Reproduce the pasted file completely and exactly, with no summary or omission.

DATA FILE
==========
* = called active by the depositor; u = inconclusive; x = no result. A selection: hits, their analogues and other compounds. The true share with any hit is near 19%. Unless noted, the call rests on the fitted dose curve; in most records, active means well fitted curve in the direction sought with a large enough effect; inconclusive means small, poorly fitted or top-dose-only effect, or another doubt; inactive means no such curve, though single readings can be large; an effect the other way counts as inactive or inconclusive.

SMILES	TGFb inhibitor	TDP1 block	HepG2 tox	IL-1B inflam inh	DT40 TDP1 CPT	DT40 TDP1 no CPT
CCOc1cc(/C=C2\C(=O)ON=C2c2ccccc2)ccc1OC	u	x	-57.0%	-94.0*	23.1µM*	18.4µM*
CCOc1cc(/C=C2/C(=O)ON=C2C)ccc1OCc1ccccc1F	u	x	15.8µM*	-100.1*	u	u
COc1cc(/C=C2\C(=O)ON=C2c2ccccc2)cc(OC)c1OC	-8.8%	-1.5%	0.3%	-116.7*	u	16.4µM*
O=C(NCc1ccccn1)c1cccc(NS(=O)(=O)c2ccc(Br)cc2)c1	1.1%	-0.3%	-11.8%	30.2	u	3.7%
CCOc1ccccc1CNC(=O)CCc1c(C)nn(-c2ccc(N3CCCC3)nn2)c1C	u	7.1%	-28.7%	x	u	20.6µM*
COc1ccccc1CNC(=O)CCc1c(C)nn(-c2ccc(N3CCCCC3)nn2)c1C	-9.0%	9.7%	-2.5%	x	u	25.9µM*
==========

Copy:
* = called active by the depositor; u = inconclusive; x = no result. A selection: hits, their analogues and other compounds. The true share with any hit is near 19%. Unless noted, the call rests on the fitted dose curve; in most records, active means well fitted curve in the direction sought with a large enough effect; inconclusive means small, poorly fitted or top-dose-only effect, or another doubt; inactive means no such curve, though single readings can be large; an effect the other way counts as inactive or inconclusive.

SMILES	TGFb inhibitor	TDP1 block	HepG2 tox	IL-1B inflam inh	DT40 TDP1 CPT	DT40 TDP1 no CPT
CCOc1cc(/C=C2\C(=O)ON=C2c2ccccc2)ccc1OC	u	x	-57.0%	-94.0*	23.1µM*	18.4µM*
CCOc1cc(/C=C2/C(=O)ON=C2C)ccc1OCc1ccccc1F	u	x	15.8µM*	-100.1*	u	u
COc1cc(/C=C2\C(=O)ON=C2c2ccccc2)cc(OC)c1OC	-8.8%	-1.5%	0.3%	-116.7*	u	16.4µM*
O=C(NCc1ccccn1)c1cccc(NS(=O)(=O)c2ccc(Br)cc2)c1	1.1%	-0.3%	-11.8%	30.2	u	3.7%
CCOc1ccccc1CNC(=O)CCc1c(C)nn(-c2ccc(N3CCCC3)nn2)c1C	u	7.1%	-28.7%	x	u	20.6µM*
COc1ccccc1CNC(=O)CCc1c(C)nn(-c2ccc(N3CCCCC3)nn2)c1C	-9.0%	9.7%	-2.5%	x	u	25.9µM*